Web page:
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Genetics
Use and interpretation of genetic tests in cardiovascular genetics
  1. Colleen Caleshu1,
  2. Sharlene Day2,
  3. Heidi L Rehm3,
  4. Samantha Baxter4
  1. 1Program in Cardiovascular Genetics, Division of Medical Genetics, University of California, San Francisco, California, USA
  2. 2Department of Internal Medicine, Division of Cardiovascular Medicine, University of Michigan Health System, Ann Arbor, Michigan, USA
  3. 3Department of Pathology, Brigham and Women's Hospital and Harvard Medical School, Laboratory for Molecular Medicine, Partners Healthcare Center for Personalized Genetic Medicine, Boston, Massachusetts, USA
  4. 4Laboratory for Molecular Medicine, Partners Healthcare Center for Personalized Genetic Medicine, Boston, Massachusetts, USA
  1. Correspondence to Colleen Caleshu, Stanford Center for Inherited Cardiovascular Disease, 300 Pasteur Dr Boswell, A201C Stanford, CA 94305-5233, USA; cobrown{at}stanfordmed.org

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Our understanding of the genetic basis of many Mendelian forms of cardiovascular disease has advanced significantly in the last 5–10 years. There are now many professional society guidelines that recommend genetic testing for a variety of hereditary cardiovascular diseases including long QT syndrome, hypertrophic cardiomyopathy, and arrhythmogenic right ventricular cardiomyopathy (ARVC).1–3 The number of genes associated with cardiac conditions continues to increase, and the number of clinically available genetic tests for cardiac conditions has expanded rapidly in recent years (table 1).

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Table 1

Genetic tests for hereditary cardiac conditions. Genetic tests for hereditary cardiac conditions typically involve sequencing some or all of the various genes associated with a given condition. The number of genes included and the sequencing methodology used may vary by laboratory. Some laboratories also offer analyses to look for duplications or deletions in the associated genes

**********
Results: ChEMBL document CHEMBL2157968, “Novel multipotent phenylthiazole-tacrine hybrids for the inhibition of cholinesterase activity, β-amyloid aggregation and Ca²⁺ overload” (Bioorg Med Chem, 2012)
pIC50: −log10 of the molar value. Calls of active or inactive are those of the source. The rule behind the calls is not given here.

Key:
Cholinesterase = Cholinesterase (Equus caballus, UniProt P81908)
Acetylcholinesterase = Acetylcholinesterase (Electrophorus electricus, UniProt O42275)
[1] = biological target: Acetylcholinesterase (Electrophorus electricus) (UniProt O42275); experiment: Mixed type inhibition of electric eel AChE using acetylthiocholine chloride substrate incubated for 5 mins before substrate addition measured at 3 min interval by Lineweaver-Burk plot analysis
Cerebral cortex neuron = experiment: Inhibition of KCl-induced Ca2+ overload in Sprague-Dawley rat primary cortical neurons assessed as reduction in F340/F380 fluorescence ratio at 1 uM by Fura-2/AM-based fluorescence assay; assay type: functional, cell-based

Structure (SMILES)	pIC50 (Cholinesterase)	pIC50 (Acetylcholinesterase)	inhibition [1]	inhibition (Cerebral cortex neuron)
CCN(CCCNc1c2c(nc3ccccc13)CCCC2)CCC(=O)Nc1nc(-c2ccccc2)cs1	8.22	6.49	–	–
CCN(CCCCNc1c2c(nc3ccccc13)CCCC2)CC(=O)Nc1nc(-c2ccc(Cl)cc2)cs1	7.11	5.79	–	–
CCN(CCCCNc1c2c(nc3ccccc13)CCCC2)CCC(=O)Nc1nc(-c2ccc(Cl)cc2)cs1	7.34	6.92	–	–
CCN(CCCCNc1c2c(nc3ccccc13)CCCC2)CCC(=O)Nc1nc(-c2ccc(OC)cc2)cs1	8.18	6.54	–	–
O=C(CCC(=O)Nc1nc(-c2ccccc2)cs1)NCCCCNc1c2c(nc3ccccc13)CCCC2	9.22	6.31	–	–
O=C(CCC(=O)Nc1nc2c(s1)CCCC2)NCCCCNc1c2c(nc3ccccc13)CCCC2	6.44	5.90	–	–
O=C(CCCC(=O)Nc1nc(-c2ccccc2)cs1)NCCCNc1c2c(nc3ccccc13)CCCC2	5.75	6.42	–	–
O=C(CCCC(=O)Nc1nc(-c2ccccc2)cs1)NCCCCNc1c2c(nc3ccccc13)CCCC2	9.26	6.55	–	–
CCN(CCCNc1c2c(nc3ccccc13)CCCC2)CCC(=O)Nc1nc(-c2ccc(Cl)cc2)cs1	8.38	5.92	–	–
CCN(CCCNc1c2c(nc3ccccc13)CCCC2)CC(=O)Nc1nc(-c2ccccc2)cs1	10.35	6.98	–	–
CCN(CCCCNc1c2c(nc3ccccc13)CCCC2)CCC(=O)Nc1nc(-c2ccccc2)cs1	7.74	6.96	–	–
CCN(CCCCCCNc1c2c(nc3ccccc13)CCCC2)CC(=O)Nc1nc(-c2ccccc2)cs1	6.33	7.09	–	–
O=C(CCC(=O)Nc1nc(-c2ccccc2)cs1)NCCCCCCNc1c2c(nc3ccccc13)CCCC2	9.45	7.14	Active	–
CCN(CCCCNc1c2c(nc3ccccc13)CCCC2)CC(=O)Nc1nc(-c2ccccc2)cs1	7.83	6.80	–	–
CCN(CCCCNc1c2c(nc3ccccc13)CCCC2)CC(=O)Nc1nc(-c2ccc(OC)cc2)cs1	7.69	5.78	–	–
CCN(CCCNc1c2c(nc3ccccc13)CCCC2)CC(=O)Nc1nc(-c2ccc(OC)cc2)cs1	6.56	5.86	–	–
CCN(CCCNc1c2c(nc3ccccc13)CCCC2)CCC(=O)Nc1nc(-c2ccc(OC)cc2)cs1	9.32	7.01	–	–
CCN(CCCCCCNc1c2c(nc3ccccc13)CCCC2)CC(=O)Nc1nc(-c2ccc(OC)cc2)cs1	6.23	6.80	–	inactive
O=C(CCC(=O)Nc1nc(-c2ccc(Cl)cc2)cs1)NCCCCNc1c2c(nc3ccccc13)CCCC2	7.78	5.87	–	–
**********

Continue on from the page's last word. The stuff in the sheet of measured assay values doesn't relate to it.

Clinical genetic testing can be highly valuable in the management of families with hereditary disease. Determining which family members inherited the genetic predisposition to cardiac disease allows us to separate those in need of lifelong clinical evaluations from those who need no further evaluations beyond those recommended for the general population. This strategy is particularly valuable in inherited cardiovascular diseases where definitive clinical diagnosis of at-risk relatives is limited by incomplete penetrance, variable age of onset and, in some cases, insensitivity of clinical testing.4–7

Recent guidelines and expert opinions have gone beyond simply recommending genetic testing; they emphasise important points for the judicious use of genetic testing such as performing genetic testing on the most clearly affected person in the family, careful genetic counselling regarding the implications of positive, negative or uncertain results, and consideration of referral to a specialised centre due to the complexity of such genetic evaluations.1 8 9 To further elucidate principles and approaches critical to the …

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